Over the past years, Ethiopia has gone through drastic economic problems that have left the country in poverty. Being a third world country, Ethiopia's rich history and contributions are lost and have (really try to stick to one tense) become irrelevant compared to...
To the media and western world, it's the face of starvation and hunger. Knowing this, my parents, including many other, left the country in hopes of
rising"establishing" maybe? a new generation well educated ...
These are just a couple of corrections. You're really missing a lot of commas in necessary places and there is a lot of very awkward word choices. Try rereading it and see how it sounds in your head.
Over the past few years, Ethiopia has gone through drastic economic problems that have left the country in poverty. Ethiopia's rich history and contributions are lost and have become irrelevant in comparison to the famine and the deaths weakening the nation. To the media and the western world, Ethiopia is the face of starvation and hunger. Knowing this, my parents, along with many others, left the country in hope of establishing a new educated generation to save the country from poverty. Although most Ethiopians stressed the importance of education, they lacked the technology and resources to enforce it. Unable to fully educate their children at home, they looked to an economically developed country as an alternative. They believed America gave children educational opportunities far greater than those in Ethiopia. Willing to sacrifice everything for their children's education, Ethiopian parents migrated to a new country.
Although I spent most of my life in the US, my parents never allowed me to lose sight of my Ethiopian identity. Even after witnessing the problems the country faced, they were optimistic and had a strong sense of nationalism. Culture and respect have always been reinforced in my life, my parents never let me forget the life and beauty of my nation. No matter how the media put portrayed Ethiopia, they always pointed out the positive aspects. Despite the corruption they saw, hope was never lost. My parents continuously remind me of the reason they came to America; so that I can one day help fix my country's problems. The value they placed on my education helped me understand my responsibilities in life. Every Ethiopian immigrant knows the hardships we face in society because we are foreigners, forced to live in a society that converts our idealistic way of life. Our parents would constantly remind us of the sacrifices they made, giving up their luxurious lives in Ethiopia just to live in the lower class and have small income job all for our education. These reminders are what keep me fuel my drive to excel. I have no excuse not to be the hardest working person in my class knowing what my family went through just so that I could have this chance. Being Ethiopian and the responsibilities that come with it, was the virtue of my success.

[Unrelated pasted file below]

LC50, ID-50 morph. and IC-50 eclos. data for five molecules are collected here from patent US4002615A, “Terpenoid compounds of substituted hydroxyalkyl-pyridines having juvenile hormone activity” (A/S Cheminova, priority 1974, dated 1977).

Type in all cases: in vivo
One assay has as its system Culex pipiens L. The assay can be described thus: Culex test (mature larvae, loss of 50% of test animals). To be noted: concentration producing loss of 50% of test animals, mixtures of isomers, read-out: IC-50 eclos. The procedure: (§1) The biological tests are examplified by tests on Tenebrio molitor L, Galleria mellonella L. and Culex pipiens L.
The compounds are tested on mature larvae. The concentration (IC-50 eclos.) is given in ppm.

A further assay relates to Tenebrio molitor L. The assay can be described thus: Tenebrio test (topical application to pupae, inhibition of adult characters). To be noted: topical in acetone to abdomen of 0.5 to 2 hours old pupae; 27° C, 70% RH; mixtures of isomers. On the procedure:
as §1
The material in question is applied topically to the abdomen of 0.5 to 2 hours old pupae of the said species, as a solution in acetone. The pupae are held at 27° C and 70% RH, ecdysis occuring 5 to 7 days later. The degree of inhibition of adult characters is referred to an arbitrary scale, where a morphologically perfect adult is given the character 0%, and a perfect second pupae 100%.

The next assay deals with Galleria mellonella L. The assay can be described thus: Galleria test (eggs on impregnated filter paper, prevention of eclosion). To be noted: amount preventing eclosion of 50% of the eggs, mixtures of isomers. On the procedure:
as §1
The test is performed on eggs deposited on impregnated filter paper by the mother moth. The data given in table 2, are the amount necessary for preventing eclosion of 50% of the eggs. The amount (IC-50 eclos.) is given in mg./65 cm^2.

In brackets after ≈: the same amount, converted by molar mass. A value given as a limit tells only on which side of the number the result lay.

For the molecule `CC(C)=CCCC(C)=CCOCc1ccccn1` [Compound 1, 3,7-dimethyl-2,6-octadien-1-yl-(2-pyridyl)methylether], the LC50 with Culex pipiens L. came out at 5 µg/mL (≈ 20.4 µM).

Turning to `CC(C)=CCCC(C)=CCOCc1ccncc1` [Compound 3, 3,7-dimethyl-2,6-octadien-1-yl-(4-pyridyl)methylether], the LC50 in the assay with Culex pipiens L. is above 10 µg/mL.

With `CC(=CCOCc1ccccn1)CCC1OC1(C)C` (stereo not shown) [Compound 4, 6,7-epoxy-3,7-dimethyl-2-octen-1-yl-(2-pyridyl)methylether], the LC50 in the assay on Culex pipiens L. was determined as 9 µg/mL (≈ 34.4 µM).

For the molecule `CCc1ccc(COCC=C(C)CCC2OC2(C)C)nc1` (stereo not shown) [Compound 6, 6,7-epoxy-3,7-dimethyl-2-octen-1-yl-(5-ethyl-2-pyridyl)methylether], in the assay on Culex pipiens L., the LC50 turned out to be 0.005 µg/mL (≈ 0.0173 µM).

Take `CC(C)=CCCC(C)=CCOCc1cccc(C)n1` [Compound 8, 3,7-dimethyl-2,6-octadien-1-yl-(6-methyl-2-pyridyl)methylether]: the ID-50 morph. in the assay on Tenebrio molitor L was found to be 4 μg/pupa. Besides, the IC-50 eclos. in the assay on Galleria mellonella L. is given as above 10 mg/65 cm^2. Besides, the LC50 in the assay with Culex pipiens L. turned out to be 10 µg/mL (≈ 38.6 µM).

Even when I occasionally forget what it means to be Ethiopian, I was lucky enough to have a teacher who reminded me. When we make mistakes, Mrs. Kezh would say to me and the rest of my Ethiopian classmates, "Don't forget you're Ethiopian". She was aware of our strict and conservative culture and the value we have towards for our education and educators. From a young age, we are taught education is a rare jewel never to be taken for granted because not everyone is given the opportunity to be educated. In the Ethiopian culture, because of this value that education has, taking time away from education or not excelling in all we do, has never been an option. That is why so many of our parents are willing to sacrifice everything for their children's education.
Seeing this always encouraged me to work hard in school and to have great reverence towards my education. When society gave me a reason to hide from my identity, I found ways to make it my reasons for success. One of my main goals in life is inspired by the perseverance nature of my Ethiopian culture. My culture has taught me to be proud and shameless in my Ethiopian identity, giving me the endurance to strive for high academic success. This determination gave me strength and challenged me to work hard in school. My success has given me a reason to share my knowledge with others, teaching them the value of education and culture and its impact on our success.